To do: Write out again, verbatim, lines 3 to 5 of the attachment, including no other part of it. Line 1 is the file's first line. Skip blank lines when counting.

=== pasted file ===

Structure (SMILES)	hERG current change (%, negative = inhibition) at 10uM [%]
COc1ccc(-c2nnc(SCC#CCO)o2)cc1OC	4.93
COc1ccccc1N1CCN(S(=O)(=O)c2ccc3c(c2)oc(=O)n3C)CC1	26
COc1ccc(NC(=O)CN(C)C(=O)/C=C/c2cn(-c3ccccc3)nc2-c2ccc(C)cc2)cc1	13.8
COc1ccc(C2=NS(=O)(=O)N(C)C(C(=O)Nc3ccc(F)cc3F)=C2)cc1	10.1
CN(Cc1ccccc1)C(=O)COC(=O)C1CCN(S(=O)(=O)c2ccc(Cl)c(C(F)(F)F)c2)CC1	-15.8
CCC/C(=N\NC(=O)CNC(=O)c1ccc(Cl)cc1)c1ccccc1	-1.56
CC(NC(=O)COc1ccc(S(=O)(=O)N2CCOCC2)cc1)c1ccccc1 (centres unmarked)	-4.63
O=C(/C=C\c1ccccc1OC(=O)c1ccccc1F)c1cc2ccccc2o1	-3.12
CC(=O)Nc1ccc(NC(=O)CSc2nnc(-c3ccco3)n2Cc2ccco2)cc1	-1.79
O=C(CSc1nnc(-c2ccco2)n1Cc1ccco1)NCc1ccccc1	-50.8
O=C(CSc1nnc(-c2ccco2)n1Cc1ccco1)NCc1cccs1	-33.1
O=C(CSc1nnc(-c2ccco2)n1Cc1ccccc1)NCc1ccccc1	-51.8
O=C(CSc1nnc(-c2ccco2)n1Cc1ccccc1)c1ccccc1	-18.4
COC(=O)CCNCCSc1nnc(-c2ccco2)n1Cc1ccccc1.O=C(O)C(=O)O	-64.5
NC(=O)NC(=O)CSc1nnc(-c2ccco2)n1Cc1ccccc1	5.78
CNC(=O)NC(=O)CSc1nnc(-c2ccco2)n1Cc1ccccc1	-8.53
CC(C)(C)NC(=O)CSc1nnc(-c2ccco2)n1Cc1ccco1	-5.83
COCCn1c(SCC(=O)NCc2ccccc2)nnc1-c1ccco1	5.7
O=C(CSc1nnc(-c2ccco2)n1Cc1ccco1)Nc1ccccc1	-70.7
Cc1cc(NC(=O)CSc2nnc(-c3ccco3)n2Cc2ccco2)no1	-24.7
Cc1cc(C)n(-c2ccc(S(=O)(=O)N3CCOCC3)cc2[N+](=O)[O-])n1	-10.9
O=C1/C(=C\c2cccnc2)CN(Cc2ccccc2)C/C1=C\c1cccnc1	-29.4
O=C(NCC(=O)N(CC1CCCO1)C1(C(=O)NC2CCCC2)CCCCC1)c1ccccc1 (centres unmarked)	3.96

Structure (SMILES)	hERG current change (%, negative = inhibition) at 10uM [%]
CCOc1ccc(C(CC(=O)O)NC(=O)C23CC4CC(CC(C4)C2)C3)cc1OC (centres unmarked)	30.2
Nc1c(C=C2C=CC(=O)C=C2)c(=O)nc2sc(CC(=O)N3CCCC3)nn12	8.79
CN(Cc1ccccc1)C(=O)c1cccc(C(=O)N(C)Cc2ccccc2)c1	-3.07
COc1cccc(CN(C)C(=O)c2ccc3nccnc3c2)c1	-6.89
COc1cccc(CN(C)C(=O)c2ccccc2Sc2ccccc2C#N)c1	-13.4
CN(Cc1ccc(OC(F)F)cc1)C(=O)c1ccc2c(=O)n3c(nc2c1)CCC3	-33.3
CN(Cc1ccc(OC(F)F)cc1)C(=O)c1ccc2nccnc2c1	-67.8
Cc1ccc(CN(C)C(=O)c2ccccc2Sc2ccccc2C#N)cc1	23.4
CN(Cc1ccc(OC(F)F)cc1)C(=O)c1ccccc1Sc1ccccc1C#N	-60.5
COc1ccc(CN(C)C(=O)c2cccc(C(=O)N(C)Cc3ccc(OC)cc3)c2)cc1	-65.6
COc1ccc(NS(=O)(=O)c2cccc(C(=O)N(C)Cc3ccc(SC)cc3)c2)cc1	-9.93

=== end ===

COc1ccccc1N1CCN(S(=O)(=O)c2ccc3c(c2)oc(=O)n3C)CC1	26
COc1ccc(NC(=O)CN(C)C(=O)/C=C/c2cn(-c3ccccc3)nc2-c2ccc(C)cc2)cc1	13.8
COc1ccc(C2=NS(=O)(=O)N(C)C(C(=O)Nc3ccc(F)cc3F)=C2)cc1	10.1